Thirteen must-visit destinations for Chardonnay and Cabernet Sauvignon lovers.
Chef Brendan Pratt
Credit: Courtesy of Vasse Felix

Western Australia’s Margaret River is home to some of the world’s finest Chardonnays and Cabernet Sauvignons. It isn’t exactly easily accessible—the region is three hours south of Perth, itself a five-hour flight from Sydney—but towering karri tree forests, stunning coastlines, and extraordinary wines make the trek well worth it.

Day 1

How virtuous do you feel?

Grab a locally roasted coffee at Sidekick, a sunny café on the town of Margaret River’s main street, and, depending on your approach to life, fortify yourself either with a gluten-free, vegetarian savory muffin (shamefully tasty despite its healthfulness) or an equally delectable bacon-and-egg wrap with housemade tomato relish. 5/110 Bussell Hwy., Margaret River.

Natural orientation

Drive 45 minutes north to the Cape Naturaliste Lighthouse, built in 1903 from local limestone, and climb up to the observation platform. You’ll find spectacular views of the Margaret River wine region, the Geographe Bay coastline, the Indian Ocean, and, potentially, migrating whales (the season is from September to December). 1267 Cape Naturaliste Rd., Leeuwin-Naturaliste National Park.

Trophy tasting

It’s a 25-minute drive to Deep Woods Estate, where winemaker Julian Langworthy makes some of Australia’s most acclaimed reds (they’re not currently imported to the U.S., so this is your chance to try them). Taste the layered, black currant-y 2015 Reserve Cabernet Sauvignon—the 2014 vintage won the Jimmy Watson Memorial Trophy, Australia’s most prestigious wine award, and the ’15 is no less impressive. 889 Commonage Rd., Yallingup.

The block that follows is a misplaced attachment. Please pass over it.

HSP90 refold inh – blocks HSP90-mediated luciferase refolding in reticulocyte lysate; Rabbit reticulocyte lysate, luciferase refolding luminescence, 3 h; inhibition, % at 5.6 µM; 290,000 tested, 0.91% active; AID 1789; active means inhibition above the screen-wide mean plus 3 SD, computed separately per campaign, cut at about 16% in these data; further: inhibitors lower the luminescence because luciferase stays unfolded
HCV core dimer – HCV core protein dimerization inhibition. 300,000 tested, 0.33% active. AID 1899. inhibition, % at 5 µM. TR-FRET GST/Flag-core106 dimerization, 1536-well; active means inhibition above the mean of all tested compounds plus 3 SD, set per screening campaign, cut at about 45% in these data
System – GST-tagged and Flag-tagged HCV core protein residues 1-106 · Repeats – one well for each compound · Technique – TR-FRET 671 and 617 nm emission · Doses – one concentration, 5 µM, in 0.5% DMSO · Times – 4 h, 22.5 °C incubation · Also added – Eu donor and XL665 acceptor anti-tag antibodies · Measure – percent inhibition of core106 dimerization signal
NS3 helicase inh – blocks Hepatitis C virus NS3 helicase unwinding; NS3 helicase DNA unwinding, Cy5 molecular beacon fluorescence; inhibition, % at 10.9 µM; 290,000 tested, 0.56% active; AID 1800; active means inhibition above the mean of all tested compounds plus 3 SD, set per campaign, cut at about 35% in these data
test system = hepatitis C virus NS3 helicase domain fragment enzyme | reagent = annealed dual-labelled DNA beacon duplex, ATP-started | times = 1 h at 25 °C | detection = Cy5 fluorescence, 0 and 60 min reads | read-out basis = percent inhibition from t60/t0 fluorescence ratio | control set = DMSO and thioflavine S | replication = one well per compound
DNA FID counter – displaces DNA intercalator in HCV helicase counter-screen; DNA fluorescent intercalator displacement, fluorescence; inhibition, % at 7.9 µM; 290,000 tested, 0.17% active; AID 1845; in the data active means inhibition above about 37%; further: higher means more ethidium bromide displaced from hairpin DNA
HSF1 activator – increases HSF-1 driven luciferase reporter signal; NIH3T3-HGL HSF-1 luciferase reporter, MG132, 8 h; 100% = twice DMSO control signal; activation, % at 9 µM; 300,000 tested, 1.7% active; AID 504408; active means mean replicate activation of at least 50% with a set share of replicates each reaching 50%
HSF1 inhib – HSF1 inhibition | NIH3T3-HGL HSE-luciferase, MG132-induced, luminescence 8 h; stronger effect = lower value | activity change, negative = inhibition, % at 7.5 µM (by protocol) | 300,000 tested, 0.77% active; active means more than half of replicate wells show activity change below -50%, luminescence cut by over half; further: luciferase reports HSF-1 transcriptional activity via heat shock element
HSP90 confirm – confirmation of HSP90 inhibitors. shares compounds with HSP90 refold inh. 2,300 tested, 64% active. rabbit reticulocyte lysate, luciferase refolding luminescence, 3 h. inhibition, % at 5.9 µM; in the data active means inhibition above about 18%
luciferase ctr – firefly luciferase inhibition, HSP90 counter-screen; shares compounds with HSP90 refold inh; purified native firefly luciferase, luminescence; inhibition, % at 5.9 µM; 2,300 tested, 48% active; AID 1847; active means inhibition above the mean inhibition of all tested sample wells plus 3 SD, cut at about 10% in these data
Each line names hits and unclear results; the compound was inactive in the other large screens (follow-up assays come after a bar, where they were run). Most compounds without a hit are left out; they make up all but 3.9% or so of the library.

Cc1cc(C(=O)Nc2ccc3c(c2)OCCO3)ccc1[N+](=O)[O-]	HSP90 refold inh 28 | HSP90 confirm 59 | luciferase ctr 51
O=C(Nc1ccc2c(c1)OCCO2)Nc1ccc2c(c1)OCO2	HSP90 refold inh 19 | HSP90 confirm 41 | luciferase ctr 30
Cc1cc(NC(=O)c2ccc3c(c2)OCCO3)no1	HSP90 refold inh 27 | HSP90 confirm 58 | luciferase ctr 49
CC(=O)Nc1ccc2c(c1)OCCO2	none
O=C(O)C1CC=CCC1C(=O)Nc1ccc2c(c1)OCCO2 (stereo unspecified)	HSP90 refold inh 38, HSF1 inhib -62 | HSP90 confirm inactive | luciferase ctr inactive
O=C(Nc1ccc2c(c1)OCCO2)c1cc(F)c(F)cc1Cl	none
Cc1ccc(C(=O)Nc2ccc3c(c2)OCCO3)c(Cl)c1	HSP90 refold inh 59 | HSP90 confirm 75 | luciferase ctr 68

Biodynamic bounty

As you head south along Caves Road past forest and vineyards (and, more than likely, kangaroos), you’ll hit Cullen Wines. Founded in 1971, it’s now run by the brilliant winemaker-owner and overall force of nature Vanya Cullen. Take a self-guided tour through the property’s biodynamic garden to understand her eco-friendly approach to farming, and then have lunch in the restaurant. Chef Iain Robertson focuses on local ingredients for dishes such as Manjimup marron (a species of large freshwater crayfish) with kimchi cucumbers—ideal with the winery’s 2016 Kevin John Chardonnay. 4323 Caves Rd., Wilyabrup.

History in a glass

Two minutes away, stop in at Margaret River’s oldest winery, Vasse Felix. Book a tour to visit both the estate’s original vineyards and the cellar, ending with a staff-led private tasting. If the Heytesbury Chardonnay isn’t open to taste, buy a bottle—it’s one of Australia’s greatest white wines. Caves Rd. at Tom Cullity Dr., Margaret River.

Pristine silence

Check into the Losari Retreat for the night. This boutique resort is tucked amid the trees 10 minutes from the town of Margaret River on the edge of the Wooditjup Natural Park. Take your pick of the six private villas, soak in the outdoor whirlpool spas overlooking the property’s lake and gardens, and explore the 66 acres of forest groves, granite bridges, and fountains. Doubles from $225 per night; 498 Osmington Rd., Margaret River.